Evolution rewritten, again and again

Aug 31, 2010

A team of researchers at the University of Bristol decided to find out, with investigations of dinosaur and human evolution. Their study, which is published this week in Proceedings of the Royal Society B, suggests most fossil discoveries do not make a huge difference, confirming, not contradicting our understanding of evolutionary history.

This is especially true of the fossil record of human origins from their monkey relatives. Even though early human fossils are immensely rare, and new discoveries make a big splash in the scientific literature and in the media, they sit randomly across the of . In other words, most discoveries of new fossil species simply fill in gaps in the fossil record that we already knew existed.

As Dr James Tarver, leader of the study, said: "Human fossils are very rare, and they are costly to recover because of the time involved and their often remote locations. Scientists may be pushed by their sponsors, or by news reporters, to exaggerate the importance of their new find and make claims that 'this new species completely changes our understanding'."

The story of dinosaur evolution is a bit more complicated. New dinosaur fossils are being found in places around the world where they've never been looked for before, such as China, South America and Australia. These fossils are fundamentally challenging existing ideas about dinosaur but this seems to tell us that there are still many new species of out there in the rocks.

"These are important results," said Professor Michael Benton, another member of the team. "It might seem negative to say that new finds do, or do not, change our views. However, to find that they don't means that we may be close to saturation in some areas, meaning we know enough of the in some cases to have a pretty good understanding of that part of the evolutionary tree."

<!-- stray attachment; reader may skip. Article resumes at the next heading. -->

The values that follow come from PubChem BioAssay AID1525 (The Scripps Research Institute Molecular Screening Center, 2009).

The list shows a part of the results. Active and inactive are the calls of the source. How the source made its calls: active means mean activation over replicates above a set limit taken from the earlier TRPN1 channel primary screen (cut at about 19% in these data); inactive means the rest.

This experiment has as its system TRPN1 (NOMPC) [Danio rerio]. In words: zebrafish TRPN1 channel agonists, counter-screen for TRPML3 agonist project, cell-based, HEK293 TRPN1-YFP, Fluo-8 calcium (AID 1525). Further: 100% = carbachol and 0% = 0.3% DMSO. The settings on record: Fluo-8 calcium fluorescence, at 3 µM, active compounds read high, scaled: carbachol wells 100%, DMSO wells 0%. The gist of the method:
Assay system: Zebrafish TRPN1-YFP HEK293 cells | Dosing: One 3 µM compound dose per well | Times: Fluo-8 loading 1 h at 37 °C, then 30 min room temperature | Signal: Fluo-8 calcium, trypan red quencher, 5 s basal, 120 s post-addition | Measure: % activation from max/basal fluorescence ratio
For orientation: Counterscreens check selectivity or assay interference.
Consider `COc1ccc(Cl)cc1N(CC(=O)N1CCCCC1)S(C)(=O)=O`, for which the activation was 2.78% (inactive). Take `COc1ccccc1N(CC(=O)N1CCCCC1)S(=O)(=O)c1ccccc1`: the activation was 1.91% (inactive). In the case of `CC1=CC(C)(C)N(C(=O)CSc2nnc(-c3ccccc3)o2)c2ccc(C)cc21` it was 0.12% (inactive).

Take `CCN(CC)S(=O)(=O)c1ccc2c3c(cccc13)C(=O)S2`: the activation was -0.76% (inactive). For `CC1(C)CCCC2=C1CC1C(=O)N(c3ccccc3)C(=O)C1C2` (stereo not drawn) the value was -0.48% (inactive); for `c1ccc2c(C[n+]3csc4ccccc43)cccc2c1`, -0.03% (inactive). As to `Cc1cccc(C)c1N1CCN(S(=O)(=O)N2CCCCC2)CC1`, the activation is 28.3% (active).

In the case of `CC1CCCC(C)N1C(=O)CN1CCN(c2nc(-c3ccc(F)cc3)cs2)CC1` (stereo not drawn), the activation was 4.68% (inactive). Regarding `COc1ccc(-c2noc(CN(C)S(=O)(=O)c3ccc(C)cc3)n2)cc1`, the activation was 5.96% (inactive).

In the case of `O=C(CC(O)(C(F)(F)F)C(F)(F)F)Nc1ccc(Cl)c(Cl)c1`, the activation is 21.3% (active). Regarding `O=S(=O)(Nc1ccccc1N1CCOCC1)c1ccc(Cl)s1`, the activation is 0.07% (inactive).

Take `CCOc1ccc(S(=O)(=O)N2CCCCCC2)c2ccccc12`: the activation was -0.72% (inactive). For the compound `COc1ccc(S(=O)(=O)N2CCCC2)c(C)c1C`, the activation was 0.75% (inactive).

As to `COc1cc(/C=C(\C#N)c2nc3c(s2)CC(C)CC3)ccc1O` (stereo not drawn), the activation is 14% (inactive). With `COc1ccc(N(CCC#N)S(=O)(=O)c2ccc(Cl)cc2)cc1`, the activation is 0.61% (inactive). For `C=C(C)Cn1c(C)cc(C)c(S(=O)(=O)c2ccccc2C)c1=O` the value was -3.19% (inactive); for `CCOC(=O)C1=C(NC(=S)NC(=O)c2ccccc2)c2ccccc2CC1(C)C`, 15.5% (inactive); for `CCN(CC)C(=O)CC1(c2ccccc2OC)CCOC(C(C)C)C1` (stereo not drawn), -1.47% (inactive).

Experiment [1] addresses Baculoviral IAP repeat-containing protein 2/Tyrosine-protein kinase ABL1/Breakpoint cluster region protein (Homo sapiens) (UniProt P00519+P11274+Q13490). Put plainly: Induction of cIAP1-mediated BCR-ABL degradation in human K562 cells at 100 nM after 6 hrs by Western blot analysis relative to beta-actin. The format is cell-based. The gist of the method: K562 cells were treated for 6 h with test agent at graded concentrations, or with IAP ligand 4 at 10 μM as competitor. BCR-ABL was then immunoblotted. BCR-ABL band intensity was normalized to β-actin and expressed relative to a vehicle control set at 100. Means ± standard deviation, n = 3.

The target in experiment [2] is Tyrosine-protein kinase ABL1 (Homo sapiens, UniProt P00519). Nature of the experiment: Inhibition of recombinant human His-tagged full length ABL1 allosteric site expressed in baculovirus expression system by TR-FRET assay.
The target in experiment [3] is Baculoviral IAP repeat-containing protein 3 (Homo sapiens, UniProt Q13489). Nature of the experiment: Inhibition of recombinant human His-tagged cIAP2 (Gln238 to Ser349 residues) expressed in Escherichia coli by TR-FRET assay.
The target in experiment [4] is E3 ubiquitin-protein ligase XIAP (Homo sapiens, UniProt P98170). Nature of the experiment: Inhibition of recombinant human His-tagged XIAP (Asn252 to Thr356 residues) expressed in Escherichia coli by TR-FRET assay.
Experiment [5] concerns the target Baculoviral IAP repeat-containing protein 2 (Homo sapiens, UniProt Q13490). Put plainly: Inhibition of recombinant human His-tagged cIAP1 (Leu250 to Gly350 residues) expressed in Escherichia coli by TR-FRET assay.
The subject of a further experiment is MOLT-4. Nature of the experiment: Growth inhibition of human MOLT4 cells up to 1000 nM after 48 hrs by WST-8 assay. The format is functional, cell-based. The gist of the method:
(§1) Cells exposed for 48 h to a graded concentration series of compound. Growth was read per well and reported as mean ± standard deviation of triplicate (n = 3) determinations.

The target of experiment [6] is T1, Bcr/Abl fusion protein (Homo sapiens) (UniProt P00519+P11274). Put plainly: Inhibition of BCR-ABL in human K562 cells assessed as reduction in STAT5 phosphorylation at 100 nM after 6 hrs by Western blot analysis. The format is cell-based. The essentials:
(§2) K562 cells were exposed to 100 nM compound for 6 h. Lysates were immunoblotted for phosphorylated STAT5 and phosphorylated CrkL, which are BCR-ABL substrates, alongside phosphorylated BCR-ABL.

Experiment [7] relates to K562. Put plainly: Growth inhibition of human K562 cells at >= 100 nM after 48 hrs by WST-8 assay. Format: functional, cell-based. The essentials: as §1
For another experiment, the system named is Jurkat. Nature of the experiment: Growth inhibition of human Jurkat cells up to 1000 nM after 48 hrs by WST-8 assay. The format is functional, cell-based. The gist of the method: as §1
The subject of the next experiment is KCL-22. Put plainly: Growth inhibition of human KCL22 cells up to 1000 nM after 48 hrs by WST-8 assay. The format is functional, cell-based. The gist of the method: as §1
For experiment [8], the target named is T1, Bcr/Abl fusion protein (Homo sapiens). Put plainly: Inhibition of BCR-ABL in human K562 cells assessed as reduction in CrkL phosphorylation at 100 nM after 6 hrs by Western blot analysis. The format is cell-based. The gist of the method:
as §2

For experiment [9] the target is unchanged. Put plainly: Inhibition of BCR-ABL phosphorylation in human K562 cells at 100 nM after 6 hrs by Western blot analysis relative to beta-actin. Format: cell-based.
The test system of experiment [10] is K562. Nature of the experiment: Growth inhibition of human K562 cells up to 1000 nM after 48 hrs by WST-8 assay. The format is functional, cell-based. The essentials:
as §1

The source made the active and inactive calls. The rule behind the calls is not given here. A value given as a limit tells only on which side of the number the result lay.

Professor Phil Donoghue commented further: "We can use these studies as a way of targeting new expeditions. If dinosaurs are poorly understood from a particular part of the world, or if some other group is altogether incompletely known, that's where we need to devote greater efforts."

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PieRSquare
4.7 / 5 (3) Aug 31, 2010
Err... WHAT?

How about the discoveries of Homo Floresiensis and Homo Georgicus? They were hardly the "same old same old" and both happened in the last 10 years. We should be happy when the theories hold water. Solid theories should be backed up by a large body of evidence. Maybe when we can go 100 years without rewriting large parts of the human story we can call it "good enough". I'm all for more dinosaur expeditions but since we know so little about everything I think we're still at the point where we should keep our options open.
kevinrtrs
1 / 5 (9) Sep 01, 2010
I definitely agree that we should keep our options open - even to the point of doing carbon-14 dating of EVERY dinosaur fossil found.

This means we disregard the common notion that dinosaurs died out 65 million years ago, a notion which now predetermines that nobody examines the ages of dinosaur bones.

I propose that we do not close our minds to the possibility that dinosaurs could have lived past that now magical 65 million year limit.